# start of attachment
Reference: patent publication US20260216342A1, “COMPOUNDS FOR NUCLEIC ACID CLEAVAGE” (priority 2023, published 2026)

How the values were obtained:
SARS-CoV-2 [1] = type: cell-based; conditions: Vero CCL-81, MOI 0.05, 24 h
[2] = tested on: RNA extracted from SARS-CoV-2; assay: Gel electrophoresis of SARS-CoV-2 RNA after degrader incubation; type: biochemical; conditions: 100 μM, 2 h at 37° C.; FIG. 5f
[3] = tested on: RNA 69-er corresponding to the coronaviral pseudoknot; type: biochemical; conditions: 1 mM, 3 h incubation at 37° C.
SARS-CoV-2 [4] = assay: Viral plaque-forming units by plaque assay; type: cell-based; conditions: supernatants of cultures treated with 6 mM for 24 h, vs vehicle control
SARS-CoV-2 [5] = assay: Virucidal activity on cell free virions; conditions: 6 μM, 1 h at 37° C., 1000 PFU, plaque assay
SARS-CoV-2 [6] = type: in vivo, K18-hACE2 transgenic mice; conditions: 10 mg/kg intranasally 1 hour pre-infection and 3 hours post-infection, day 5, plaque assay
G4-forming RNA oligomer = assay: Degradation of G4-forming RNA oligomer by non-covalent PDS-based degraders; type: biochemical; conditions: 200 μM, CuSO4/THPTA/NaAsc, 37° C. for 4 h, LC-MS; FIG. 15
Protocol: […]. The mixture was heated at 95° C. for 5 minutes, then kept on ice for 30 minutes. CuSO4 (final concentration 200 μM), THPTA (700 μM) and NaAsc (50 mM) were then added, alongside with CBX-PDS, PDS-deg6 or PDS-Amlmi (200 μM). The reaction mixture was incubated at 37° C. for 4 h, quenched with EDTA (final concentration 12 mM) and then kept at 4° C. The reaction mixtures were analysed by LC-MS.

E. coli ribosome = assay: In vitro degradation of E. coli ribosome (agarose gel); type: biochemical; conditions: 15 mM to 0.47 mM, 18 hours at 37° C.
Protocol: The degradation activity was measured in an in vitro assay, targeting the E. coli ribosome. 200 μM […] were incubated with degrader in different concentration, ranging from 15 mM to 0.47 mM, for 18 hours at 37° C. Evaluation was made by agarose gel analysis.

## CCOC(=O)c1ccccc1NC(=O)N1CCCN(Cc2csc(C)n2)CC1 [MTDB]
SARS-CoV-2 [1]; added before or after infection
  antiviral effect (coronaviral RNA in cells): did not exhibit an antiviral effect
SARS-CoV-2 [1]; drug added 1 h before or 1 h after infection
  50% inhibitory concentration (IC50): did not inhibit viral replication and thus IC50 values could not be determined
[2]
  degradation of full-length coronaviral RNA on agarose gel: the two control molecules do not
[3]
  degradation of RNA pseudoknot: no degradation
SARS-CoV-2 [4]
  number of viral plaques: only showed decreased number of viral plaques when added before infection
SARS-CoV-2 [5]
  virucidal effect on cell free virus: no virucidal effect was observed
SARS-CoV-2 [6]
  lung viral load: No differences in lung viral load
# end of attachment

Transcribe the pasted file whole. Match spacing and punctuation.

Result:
Reference: patent publication US20260216342A1, “COMPOUNDS FOR NUCLEIC ACID CLEAVAGE” (priority 2023, published 2026)

How the values were obtained:
SARS-CoV-2 [1] = type: cell-based; conditions: Vero CCL-81, MOI 0.05, 24 h
[2] = tested on: RNA extracted from SARS-CoV-2; assay: Gel electrophoresis of SARS-CoV-2 RNA after degrader incubation; type: biochemical; conditions: 100 μM, 2 h at 37° C.; FIG. 5f
[3] = tested on: RNA 69-er corresponding to the coronaviral pseudoknot; type: biochemical; conditions: 1 mM, 3 h incubation at 37° C.
SARS-CoV-2 [4] = assay: Viral plaque-forming units by plaque assay; type: cell-based; conditions: supernatants of cultures treated with 6 mM for 24 h, vs vehicle control
SARS-CoV-2 [5] = assay: Virucidal activity on cell free virions; conditions: 6 μM, 1 h at 37° C., 1000 PFU, plaque assay
SARS-CoV-2 [6] = type: in vivo, K18-hACE2 transgenic mice; conditions: 10 mg/kg intranasally 1 hour pre-infection and 3 hours post-infection, day 5, plaque assay
G4-forming RNA oligomer = assay: Degradation of G4-forming RNA oligomer by non-covalent PDS-based degraders; type: biochemical; conditions: 200 μM, CuSO4/THPTA/NaAsc, 37° C. for 4 h, LC-MS; FIG. 15
Protocol: […]. The mixture was heated at 95° C. for 5 minutes, then kept on ice for 30 minutes. CuSO4 (final concentration 200 μM), THPTA (700 μM) and NaAsc (50 mM) were then added, alongside with CBX-PDS, PDS-deg6 or PDS-Amlmi (200 μM). The reaction mixture was incubated at 37° C. for 4 h, quenched with EDTA (final concentration 12 mM) and then kept at 4° C. The reaction mixtures were analysed by LC-MS.

E. coli ribosome = assay: In vitro degradation of E. coli ribosome (agarose gel); type: biochemical; conditions: 15 mM to 0.47 mM, 18 hours at 37° C.
Protocol: The degradation activity was measured in an in vitro assay, targeting the E. coli ribosome. 200 μM […] were incubated with degrader in different concentration, ranging from 15 mM to 0.47 mM, for 18 hours at 37° C. Evaluation was made by agarose gel analysis.

## CCOC(=O)c1ccccc1NC(=O)N1CCCN(Cc2csc(C)n2)CC1 [MTDB]
SARS-CoV-2 [1]; added before or after infection
  antiviral effect (coronaviral RNA in cells): did not exhibit an antiviral effect
SARS-CoV-2 [1]; drug added 1 h before or 1 h after infection
  50% inhibitory concentration (IC50): did not inhibit viral replication and thus IC50 values could not be determined
[2]
  degradation of full-length coronaviral RNA on agarose gel: the two control molecules do not
[3]
  degradation of RNA pseudoknot: no degradation
SARS-CoV-2 [4]
  number of viral plaques: only showed decreased number of viral plaques when added before infection
SARS-CoV-2 [5]
  virucidal effect on cell free virus: no virucidal effect was observed
SARS-CoV-2 [6]
  lung viral load: No differences in lung viral load